I think the lesson to be derived from Rashi is compelling. Let me first cite an intriguing Midrash, Lekach Tov at the beginning of this parsha. Concerning Sarah Imeinu's passing, the Midrash states that "all righteous women precede their husbands in death, so that their dignity not be impugned in the new unfortunate circumstances of widowhood. Incredible! Chazal open up before us a new vista of understanding concerning death and dying. What we think is a tragedy would conceivably be a favor. We cannot make this determination, but Hashem can - and does.
Avraham Avinu died before his time. One would lament this great loss - both to Avraham and to the world, but Hashem viewed this from a totally different perspective. He was acutely aware of the pain Avraham would sustain knowing that his grandson was to adopt a lifestyle of immorality and murder. Hashem is aware of the pain and loss of status associated with widowhood. He understands and weighs the emotions and heartbreak, the humiliation and travail, of being alone. We do not understand His decision, but we now have a glimpse into the factors behind that decision.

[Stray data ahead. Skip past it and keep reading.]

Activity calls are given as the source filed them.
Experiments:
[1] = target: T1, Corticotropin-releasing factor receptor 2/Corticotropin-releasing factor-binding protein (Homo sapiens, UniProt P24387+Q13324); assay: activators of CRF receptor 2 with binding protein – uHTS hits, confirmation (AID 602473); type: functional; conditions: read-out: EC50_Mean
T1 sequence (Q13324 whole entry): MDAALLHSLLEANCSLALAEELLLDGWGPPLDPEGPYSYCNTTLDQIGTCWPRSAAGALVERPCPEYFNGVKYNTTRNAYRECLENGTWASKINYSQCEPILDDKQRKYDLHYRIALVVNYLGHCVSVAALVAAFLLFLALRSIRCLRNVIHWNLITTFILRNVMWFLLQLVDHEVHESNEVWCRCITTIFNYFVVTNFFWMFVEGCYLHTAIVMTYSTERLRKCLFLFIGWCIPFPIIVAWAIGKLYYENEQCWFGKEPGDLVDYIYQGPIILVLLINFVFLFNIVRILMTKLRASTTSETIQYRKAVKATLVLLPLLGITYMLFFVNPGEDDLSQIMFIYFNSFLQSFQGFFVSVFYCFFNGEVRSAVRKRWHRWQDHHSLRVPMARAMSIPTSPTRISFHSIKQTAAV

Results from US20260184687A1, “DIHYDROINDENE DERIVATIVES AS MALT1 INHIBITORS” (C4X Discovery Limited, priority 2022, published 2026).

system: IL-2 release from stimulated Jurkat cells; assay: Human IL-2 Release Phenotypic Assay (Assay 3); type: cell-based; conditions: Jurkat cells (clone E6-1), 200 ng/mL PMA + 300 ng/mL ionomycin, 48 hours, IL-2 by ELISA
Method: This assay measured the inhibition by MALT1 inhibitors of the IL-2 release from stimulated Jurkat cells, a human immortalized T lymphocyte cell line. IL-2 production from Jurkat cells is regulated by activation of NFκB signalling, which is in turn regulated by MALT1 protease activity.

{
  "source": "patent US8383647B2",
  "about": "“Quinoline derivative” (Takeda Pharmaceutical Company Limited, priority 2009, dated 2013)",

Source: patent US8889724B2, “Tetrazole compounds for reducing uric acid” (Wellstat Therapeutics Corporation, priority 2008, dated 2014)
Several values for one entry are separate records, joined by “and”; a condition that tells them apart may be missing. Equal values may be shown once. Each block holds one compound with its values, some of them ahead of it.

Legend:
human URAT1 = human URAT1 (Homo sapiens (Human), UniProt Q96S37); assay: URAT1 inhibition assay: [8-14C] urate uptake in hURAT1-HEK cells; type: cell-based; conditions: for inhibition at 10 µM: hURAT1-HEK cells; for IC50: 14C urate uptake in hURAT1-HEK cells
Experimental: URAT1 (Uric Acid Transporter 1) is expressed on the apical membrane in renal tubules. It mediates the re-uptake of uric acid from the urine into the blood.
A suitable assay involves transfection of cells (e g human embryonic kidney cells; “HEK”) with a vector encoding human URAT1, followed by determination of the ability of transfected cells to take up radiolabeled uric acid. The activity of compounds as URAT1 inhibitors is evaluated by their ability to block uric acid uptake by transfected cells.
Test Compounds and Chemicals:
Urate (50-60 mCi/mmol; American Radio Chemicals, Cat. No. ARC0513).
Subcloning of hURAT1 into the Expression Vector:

Bearing the above in mind, perhaps we can take the Midrash's lesson to heart and do something to ease the plight of those who are alone. At one time, each of them walked with pride, their heads held high - together with a spouse. Now each is alone, having lost not only a partner in life, but also in many ways access to recognition and tribute. Hashem takes their emotions into consideration. Should we not emulate this attribute?
I had occasion to write the following story a number of years ago, which is so powerful that I find it worthy of repeating. The story was originally told by Horav Sholom Schwadron, zl, and later related by Rabbi Paysach Krohn in "Around the Maggid's Table." It was the early twentieth century and a certain Reb Nachum was the baal tefillah, leader of the services, for the Mussaf prayer on the High Holy Days in the shul where Horav Yosef Chaim Sonnenfeld, zl, was the rav. Obviously a shul which had such a venerable rav was filled to capacity during these special days when prayer is so important and effective. The baal tefillah has an awesome function, one that goes beyond the mere ability to chant the service in a melodious voice. He must inspire the congregation with impassioned service. Needless to say, Reb Nachum lived up to his position.